One More Trip to The Shack

For those of you who have read Paul Young's The Shack (or for those considering reading it), please go NOW to the following link, which offers two of the author's testimonies from two Sunday morning services at the Crossroads Church in Denver. You'll need to scroll down on the page to the lower right hand corner and I'd recommend listening to the second message first. Here, Young tells the story of his broken life, touched, loved, and healed by the love of God in Christ. It's a very moving story and one that despite its uniqueness will resonate with your own story, I'm confident. Here's the link and it's worth your time (and if you're in a book study with others reading The Shack, consider playing the MP3 file for one of your next gatherings):

I hope you'll find this as helpful and inspiring as we did!

"Religionless Christianity"

I've just finished giving a sermon on "Jesus in Our Politics" and a particular quote from John Stott has stayed with me. Stott wrote many years ago in Issues Facing Christians Today, "Our God is often too small because he is too religious." Stott was challenging our tendency to confine God to an airless spiritual box called "religion." It's the old mistake of the Greek dualists: to elevate things "spiritual" while denigrating things "material." Spiritual, good; material, bad. Stott's plea in this section is for Christians to regain the traditional Judeo-Christian view of God's holistic commitment to all that he has made. Because God declared his creation "good" (see Genesis, Chapter 1's resounding refrain) and because God took on human flesh in Jesus, God's creation and redemption honor all things--things "spiritual" and things "material." In fact, as we look forward to the world to come, we need to be reminded that God will create a new heaven AND a new earth (Revelation 21:1). The goal of God's salvation project in Jesus is not to rescue us from the burning house called earth (or to deliver us from our bodies); rather, God's goal is to rebuild the house altogether and give us even better bodies!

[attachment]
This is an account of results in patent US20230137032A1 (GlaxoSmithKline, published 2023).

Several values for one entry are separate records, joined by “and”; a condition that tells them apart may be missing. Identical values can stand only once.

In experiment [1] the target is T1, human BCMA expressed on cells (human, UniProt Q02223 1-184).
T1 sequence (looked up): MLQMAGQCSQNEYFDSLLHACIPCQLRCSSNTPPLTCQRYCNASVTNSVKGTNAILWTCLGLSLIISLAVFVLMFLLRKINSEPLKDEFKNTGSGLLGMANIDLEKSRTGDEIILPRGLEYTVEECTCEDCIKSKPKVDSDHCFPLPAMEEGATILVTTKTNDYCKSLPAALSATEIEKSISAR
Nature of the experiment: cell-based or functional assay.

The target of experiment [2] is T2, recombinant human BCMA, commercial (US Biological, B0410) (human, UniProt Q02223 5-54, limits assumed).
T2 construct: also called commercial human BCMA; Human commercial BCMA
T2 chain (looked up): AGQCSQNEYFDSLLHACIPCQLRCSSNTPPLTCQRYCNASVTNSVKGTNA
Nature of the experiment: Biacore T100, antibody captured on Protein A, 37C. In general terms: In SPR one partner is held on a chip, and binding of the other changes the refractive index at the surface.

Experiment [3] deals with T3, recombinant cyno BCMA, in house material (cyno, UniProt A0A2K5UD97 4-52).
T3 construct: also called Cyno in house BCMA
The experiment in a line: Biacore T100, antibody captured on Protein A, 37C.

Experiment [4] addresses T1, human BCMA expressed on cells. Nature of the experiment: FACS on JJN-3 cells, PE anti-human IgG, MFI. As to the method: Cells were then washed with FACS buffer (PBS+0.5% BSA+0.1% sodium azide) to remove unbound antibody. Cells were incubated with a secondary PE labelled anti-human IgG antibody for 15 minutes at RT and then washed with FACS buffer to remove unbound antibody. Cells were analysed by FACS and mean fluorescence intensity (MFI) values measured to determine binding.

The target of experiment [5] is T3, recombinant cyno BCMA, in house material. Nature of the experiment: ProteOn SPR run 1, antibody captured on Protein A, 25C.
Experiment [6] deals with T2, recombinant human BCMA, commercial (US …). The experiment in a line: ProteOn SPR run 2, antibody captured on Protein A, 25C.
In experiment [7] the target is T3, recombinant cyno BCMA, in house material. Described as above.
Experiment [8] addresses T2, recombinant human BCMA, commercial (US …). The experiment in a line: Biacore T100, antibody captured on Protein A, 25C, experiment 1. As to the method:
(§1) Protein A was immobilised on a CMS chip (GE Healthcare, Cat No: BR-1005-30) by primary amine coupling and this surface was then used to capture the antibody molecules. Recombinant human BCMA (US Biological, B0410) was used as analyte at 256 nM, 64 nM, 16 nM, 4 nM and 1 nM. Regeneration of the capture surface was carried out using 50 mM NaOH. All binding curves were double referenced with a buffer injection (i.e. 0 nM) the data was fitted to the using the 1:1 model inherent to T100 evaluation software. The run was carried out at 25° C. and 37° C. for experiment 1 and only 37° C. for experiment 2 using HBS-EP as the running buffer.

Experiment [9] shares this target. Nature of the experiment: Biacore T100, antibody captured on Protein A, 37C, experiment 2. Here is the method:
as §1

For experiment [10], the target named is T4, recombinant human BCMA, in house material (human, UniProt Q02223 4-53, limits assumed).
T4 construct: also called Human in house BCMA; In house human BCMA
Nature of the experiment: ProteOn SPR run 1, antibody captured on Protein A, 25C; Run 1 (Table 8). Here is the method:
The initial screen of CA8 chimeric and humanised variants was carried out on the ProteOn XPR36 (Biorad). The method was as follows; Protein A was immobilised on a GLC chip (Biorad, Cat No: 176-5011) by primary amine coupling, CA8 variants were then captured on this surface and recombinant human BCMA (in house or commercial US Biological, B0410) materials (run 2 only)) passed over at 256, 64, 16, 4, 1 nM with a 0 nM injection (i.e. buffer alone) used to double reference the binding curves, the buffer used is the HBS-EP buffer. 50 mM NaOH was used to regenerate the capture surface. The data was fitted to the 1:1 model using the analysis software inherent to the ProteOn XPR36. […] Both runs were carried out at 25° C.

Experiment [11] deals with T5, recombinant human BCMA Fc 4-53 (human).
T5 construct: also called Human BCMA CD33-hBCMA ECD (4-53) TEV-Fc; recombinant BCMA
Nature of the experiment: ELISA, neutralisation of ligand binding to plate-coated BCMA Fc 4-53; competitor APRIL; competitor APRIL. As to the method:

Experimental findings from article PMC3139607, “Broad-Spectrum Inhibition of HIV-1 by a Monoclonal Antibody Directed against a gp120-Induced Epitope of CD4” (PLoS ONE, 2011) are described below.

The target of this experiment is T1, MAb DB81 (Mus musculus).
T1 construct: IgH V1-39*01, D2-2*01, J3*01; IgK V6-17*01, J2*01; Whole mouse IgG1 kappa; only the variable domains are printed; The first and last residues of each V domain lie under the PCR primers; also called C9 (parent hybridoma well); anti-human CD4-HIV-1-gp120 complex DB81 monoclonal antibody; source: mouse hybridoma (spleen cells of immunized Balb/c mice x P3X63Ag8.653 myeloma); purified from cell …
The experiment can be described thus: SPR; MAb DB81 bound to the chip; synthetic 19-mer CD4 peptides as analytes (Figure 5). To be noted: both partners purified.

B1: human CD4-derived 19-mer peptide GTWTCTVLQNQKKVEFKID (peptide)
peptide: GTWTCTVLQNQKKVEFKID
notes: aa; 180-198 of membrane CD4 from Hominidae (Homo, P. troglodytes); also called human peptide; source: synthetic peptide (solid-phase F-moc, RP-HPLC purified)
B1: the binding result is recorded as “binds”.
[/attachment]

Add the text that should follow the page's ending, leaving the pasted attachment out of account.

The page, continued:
If you think about it, this is pretty exciting. It's also captivating, both for the Christian imagination ("Wow, heaven will have even better mountains to hike and rivers to enjoy...") and for our Christian witness (our unchurched friends might be attracted to this idea of their potential future).

I heard someone say recently, "I hope heaven isn't just one long hymn-sing..." Don't worry. The Bible tells us it's going to be a whole lot more than that!